COVID-19 has to place a question mark against EASA. Is there evidence for this?
Well, the only hard evidence is Grant Shapps’ recent statement, made on a visit to the US that Britain will leave EASA at the end of December 2020 as part of Brexit. Mr Shapps was talking about the whole EASA arrangement, but even then, the announcement in itself made no difference whatsoever to the situation with drones. Why not? Because the new drone rules would have to be implemented on July 1st regardless . The UK is still in the transitional period where it has to follow EU rules…so EASA comes in, right?
Well, COVID-19 may have made things interesting… because parliament is now in recess. Although this doesn’t mean it is paralysed, it is clearly going to be a) less efficient, and b) far less interesting is sorting things like arcane drone laws…particularly when there is a perfectly adequate system in place that everybody understands.
For EASA to be brought into play effectively we will need a revised Air Navigation Order, all NQE’s that want to transform to RAEs to be audited by the CAA and I guess, a way for individuals to take the courses that will be offered.
None of these is guaranteed in the current climate and, if Grant Shapps’ throwaway comment wasn’t just a statement of our negotiating position, then No. 10 probably won’t be too concerned if any legislation is delayed. The fight against COVID-19 would make a perfect excuse.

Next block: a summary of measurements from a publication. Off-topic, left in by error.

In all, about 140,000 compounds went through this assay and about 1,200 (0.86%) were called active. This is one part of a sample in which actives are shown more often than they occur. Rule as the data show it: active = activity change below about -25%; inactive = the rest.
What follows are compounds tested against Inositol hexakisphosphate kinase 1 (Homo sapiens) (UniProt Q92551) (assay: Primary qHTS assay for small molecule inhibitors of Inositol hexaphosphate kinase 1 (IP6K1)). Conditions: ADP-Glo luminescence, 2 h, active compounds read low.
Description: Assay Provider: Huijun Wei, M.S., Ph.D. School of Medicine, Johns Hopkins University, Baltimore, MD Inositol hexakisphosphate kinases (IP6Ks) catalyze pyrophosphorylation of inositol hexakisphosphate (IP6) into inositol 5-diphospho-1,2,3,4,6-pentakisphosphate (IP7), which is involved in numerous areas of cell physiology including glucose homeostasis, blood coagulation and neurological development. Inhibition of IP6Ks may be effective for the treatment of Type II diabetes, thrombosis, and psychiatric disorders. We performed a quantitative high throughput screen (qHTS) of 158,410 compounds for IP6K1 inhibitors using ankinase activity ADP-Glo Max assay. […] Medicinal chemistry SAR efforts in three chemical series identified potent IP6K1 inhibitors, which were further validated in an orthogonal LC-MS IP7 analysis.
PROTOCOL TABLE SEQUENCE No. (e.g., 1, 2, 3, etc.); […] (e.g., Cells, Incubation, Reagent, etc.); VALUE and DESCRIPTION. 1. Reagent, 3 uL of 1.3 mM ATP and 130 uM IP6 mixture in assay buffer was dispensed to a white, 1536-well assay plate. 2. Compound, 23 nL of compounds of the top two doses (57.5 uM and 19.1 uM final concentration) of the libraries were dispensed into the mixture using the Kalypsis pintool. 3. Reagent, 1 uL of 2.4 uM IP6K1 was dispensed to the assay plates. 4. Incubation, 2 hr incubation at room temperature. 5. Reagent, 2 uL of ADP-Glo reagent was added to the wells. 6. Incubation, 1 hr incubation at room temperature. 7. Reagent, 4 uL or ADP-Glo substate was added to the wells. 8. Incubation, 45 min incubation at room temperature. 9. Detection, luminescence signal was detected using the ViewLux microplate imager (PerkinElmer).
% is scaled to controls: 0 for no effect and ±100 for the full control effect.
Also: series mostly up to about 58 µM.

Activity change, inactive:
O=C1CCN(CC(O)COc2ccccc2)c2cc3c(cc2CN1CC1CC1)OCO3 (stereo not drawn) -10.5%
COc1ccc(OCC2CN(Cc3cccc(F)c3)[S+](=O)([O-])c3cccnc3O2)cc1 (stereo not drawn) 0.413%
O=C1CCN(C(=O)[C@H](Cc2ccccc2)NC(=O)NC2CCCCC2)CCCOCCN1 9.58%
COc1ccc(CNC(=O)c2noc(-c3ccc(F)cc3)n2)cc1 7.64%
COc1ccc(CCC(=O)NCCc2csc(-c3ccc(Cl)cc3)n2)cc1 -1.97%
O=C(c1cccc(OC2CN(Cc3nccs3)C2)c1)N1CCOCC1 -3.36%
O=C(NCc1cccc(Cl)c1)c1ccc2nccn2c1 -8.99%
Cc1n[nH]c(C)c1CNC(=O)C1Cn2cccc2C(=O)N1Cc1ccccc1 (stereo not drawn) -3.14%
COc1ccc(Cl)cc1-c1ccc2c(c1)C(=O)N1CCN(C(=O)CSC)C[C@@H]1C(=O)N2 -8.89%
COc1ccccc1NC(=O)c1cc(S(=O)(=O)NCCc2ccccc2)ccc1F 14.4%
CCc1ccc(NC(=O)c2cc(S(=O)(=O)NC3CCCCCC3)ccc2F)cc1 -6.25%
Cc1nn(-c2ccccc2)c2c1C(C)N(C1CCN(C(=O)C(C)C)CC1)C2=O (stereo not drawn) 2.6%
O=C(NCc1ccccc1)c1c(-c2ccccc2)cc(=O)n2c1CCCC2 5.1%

So if not EASA then what?
According to some sources the CAA have never been happy with the concept of 5m take off and landing clearances for drones that don’t yet exist. Too much can go wrong and even a minor accident involving this technology is likely to be blown out of all proportions by the anti-drone UK press.
The CAA is also very keen on the concept of operations manuals, so the requirement for these is unlikely to change for anything other than the lowest risk operations.
Many operators believe that the current 30/50m clearances of a Standard Permission are too high and make many operations difficult to complete legally. So maybe with a new generation of drones we will see a welcome relaxing of these restrictions, possibly with some additional pilot training from a qualified body. They could even borrow some of the standard scenarios from EASA and continue with the explain to put a training wrapper around these.
Many operators are struggling financially because of the widespread reduction in business and media activity. Those that survive will have to look carefully at how they invest for the future. The choices are wide but probably come down to spending on equipment (to comply with a possible non-existent A2 CofC), training, marketing or improved permissions.
The one thing I’m sure of is that if DJI came out with a C2 compliant Inspire 3 tomorrow, unless it had significant improvements demanded by clients then I would pocket the money and spend it elsewhere until the legislative framework sorts itself out for certain.
Eyeup provide a range of OSC solutions to small unmanned aircraft operators from white label services, through OSC training to bespoke tailored OSC’s. All solutions involve working closely with the operator aimed at obtaining exemptions matched to your requirements and experience.